Other nations have experienced spikes in net influxes, including Germany’s 1.1 million in 2015. This was not immigration -- that is, people seeking opportunity -- but rather asylum-seeking by refugees. A better example is Spain’s net immigration of 725,000 in 2007, powered primarily by Spain’s then-booming economy and its law granting citizenship to immigrants from the former Spanish Empire after just two years of legal residency, among other very lenient immigration policies. Since 2013, Spain has experienced net migration.

These huge spikes illustrate something else. While the EU enforces a uniform policy for internal movement, there is no uniform policy for entry from the outside its borders. Without such a common policy, every EU nation’s immigration policy is vulnerable to the discretion, whims and weaknesses of each and every other EU nation.

For its part, the U.K. has experienced markedly increased immigration since net immigration first topped 100,000 in 1998. According to the U.K. Office of National Statistics, the increase has been dramatic over the last four years, to 333,000 from less than 200,000, an obvious driver of the widely recognized anti-immigrant sentiment behind the Brexit vote. It is not surprising that this sentiment targeted the EU, since net immigration of EU citizens has skyrocketed to 184,000 in 2015 from less than 20,000 in 2004.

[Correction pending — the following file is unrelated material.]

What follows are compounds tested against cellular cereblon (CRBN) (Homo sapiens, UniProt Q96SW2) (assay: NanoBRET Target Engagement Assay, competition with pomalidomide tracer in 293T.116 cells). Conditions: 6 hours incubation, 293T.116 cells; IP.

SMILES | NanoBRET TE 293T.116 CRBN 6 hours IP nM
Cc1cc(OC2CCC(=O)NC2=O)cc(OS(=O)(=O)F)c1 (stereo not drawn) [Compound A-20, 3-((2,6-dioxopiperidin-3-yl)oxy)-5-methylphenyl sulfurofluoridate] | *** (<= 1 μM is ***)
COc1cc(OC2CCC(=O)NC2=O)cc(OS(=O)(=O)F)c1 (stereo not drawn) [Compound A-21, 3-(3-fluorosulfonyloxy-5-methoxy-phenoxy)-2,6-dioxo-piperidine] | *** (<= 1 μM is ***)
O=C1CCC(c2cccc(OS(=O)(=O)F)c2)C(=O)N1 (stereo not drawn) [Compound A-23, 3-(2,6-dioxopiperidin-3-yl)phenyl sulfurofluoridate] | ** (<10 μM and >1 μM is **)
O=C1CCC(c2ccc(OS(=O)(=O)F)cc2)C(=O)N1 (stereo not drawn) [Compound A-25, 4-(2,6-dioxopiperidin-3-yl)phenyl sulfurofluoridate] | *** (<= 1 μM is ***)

Not only do the Canadian and Australian successes recommend the point system, but the U.K. already employs elements of a point system introduced in its 2008 reforms for non-EU immigration, which replaced a maze of about 80 different types of visas.